Parashat Vayigash 5773, 2012:
Understanding Yehudah’s Greatness
Rabbi David Etengoff
Dedicated to the sacred memories of my mother, Miriam Tovah bat Aharon Hakohen, father-in-law, Levi ben Yitzhak, sister-in-law, Ruchama Rivka Sondra, sister, Shulamit bat Menachem, Shifra bat Chaim Alter, and Yehonatan Binyamin ben Mordechai Meir Halevi, the refuah shlaimah of Yosef Shmuel ben Miriam and Moshe Reuven ben Chaya, and in honor of the engagement of Tanya Wertentheil to Natan Farber.
Yehudah ben Yaakov and Leah, the fourth-born son of the shiftei kah (Tribes of Hashem), was a multidimensional individual to whom many of us can relate. Like all other great Torah personalities, he was truly human, in that he was not perfect. Nevertheless, and this is perhaps the essential link between Yehudah and ourselves, he demonstrated the potential for, and actualization of, tremendous spiritual growth and leadership throughout the course of his life. Yehudah’s ability to overcome his faults was, perhaps, the major factor in his achieving malchut (kingship).
Tosefta Berachot, 4:17-18 asks: “Mipnei mah zachah Yehudah l’malchut?” (“Why did Yehudah merit kingship?”) no less than four times. It responds with three different answers:
The Incident of Yehudah and Tamar
Midrash Shemot Rabbah 30:19 asks a parallel question to that found in the above-quoted Tosefta: “Why did the Holy One Blessed be He give the crown to Yehudah?” It notes that he was not the only heroic and powerful figure among the brothers. Certainly Shimon, Levi, and the other brothers were as well. The reason offered in the Midrash is that he “issued an honest halachic decision in reference to Tamar,” i.e., he found her innocent. As the Midrash notes, this was no small matter:
The case of Tamar came before him and he initially declared that she should die by fire for her seemingly licentious behavior. Subsequently, he declared her to be innocent because he found contradictory evidence of her innocence [even though it directly implicated him in the matter.] What exactly transpired? Yitzhak and Yaakov were sitting in front of him, and all of his brothers surrounded him. At that point, [even though he was, in fact, the father of Tamar’s unborn children and therefore about to be publicly embarrassed] he recognized the truth of Hashem’s presence, stated the truth, and declared: “She is more righteous than I am!” As a result, the Holy One Blessed be He designated him as the monarch [for all time].
Imagine the pressure that Yehudah must have felt. His holy and beloved grandfather and father were watching him render judgment, as were all his brothers. By declaring Tamar innocent, he was forced to reveal exactly what took place between them. By doing so, Yehudah truly answered to a higher authority, and thereby transformed and transcended himself to become the authentic leader of the Jewish people. In short, Yehudah’s singular pursuit of truth, even when it necessitated his total and complete embarrassment before his entire family, earned him the kingship of our people for all time.
Yehudah as Yosef’s Savior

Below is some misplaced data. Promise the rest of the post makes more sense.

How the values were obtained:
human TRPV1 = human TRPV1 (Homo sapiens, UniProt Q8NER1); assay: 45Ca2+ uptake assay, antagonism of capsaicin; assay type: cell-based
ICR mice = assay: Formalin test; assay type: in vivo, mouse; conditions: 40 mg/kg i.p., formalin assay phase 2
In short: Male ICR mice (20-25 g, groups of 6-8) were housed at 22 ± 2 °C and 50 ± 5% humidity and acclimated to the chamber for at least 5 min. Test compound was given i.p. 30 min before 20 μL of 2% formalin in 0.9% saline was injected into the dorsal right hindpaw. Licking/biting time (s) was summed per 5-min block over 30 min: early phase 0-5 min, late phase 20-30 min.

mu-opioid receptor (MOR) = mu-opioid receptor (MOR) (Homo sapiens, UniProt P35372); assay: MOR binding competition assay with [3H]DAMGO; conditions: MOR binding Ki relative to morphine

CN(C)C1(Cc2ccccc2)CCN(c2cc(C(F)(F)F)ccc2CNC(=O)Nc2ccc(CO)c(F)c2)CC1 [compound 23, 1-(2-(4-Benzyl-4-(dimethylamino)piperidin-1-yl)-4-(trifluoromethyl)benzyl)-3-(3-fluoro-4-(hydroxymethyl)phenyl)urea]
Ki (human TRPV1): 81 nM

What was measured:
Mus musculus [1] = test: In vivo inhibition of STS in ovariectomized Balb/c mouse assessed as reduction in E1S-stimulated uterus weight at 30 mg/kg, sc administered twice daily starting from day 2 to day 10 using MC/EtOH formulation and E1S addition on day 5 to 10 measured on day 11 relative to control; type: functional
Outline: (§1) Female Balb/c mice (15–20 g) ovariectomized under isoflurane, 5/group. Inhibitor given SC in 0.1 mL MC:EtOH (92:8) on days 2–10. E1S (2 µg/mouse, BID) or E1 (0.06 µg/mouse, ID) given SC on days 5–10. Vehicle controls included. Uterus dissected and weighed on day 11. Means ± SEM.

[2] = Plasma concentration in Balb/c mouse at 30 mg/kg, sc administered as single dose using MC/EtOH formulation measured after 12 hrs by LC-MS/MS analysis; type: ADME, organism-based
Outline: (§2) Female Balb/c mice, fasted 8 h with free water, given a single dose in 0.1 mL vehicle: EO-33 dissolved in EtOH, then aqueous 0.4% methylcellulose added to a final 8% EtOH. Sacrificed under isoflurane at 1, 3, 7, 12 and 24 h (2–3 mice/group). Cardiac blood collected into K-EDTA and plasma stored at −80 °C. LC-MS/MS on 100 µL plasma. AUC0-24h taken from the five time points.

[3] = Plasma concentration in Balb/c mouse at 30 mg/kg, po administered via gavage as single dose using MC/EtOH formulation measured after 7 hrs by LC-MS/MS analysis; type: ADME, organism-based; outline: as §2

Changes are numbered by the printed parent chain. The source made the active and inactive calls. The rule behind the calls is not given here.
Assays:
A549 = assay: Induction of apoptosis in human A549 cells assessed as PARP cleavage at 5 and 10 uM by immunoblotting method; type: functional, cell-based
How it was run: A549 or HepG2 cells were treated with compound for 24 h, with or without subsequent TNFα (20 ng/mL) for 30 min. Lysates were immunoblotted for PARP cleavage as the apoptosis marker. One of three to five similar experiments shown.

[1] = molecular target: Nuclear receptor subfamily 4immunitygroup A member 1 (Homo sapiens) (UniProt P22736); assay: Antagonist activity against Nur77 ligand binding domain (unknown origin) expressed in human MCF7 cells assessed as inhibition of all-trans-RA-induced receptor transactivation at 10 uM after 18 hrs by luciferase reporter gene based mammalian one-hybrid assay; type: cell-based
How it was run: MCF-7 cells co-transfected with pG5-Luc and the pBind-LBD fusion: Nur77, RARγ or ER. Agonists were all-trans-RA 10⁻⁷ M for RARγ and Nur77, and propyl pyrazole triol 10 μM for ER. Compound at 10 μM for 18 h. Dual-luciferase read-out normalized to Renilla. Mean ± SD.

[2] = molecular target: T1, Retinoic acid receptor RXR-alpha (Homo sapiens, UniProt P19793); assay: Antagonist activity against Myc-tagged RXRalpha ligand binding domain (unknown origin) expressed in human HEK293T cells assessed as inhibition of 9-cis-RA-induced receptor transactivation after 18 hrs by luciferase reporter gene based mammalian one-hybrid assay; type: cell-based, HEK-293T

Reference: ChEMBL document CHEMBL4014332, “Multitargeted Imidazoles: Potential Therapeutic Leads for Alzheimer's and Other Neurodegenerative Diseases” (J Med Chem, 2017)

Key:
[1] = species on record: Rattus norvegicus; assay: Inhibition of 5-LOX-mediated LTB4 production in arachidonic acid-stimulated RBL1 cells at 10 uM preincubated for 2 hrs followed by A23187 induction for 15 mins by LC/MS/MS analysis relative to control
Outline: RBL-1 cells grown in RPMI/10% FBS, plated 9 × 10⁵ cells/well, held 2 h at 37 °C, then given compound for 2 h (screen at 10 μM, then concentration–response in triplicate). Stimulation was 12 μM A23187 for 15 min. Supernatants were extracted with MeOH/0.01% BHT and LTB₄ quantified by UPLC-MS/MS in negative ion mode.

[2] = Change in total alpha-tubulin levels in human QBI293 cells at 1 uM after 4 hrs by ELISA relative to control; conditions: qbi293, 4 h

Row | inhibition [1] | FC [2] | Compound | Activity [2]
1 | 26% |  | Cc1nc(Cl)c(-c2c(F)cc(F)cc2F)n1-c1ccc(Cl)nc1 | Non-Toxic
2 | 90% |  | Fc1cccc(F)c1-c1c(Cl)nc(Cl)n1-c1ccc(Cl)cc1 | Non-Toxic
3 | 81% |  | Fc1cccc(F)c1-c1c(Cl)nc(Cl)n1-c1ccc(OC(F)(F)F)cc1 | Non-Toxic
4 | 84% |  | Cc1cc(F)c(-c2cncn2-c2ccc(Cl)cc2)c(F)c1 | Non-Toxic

Yehudah’s act of saving Yosef’s life was, in reality, an act of pesharah, of arbitration, compromise and concession. As the verses in Sefer Bereishit 37 (19-27) make crystal clear, the brothers desperately wanted to kill Yosef. They surely would have done so without Yehudah’s bold intervention:
So they said one to the other, “Behold, that dreamer is coming. So now, let us kill him, and we will cast him into one of the pits, and we will say, ‘A wild beast devoured him,’ and we will see what will become of his dreams.” But Reuben heard, and he saved him from their hand[s], and he said, “Let us not deal him a deadly blow.” And Reuben said to them, “Do not shed blood! Cast him into this pit, which is in the desert, but do not lay a hand upon him,” in order to save him from their hand[s], to return him to his father. Now it came to pass when Joseph came to his brothers, that they stripped Joseph of his shirt, of the fine woolen coat which was upon him. And they took him and cast him into the pit; now the pit was empty - there was no water in it. And they sat down to eat a meal, and they lifted their eyes and saw, and behold, a caravan of Ishmaelites was coming from Gilead, and their camels were carrying spices, balm, and lotus, going to take [it] down to Egypt. And Judah said to his brothers, “What is the gain if we slay our brother and cover up his blood? Come, let us sell him to the Ishmaelites, but our hand shall not be upon him, for he is our brother, our flesh.” And his brothers hearkened. (This, and all Torah translations, The Judaica Press Complete Tanach)
The Midrash Tanchumah, Ki Tisa: II, tells the story behind the story in the following manner:
So they said one to the other, "Behold, that dreamer is coming. So now, let us kill him…” The tossed him into the pit and they said: ”Let us eat and drink and afterwards we will take him out and we will kill him.” They ate and they drank and they prepared to say Grace After Meals. Yehudah said to them: “We want to kill someone and we are going to bless our G-d! We are not blessing [Him], instead we are blaspheming [Him!]…Let us go [instead] and sell him to the Arabs”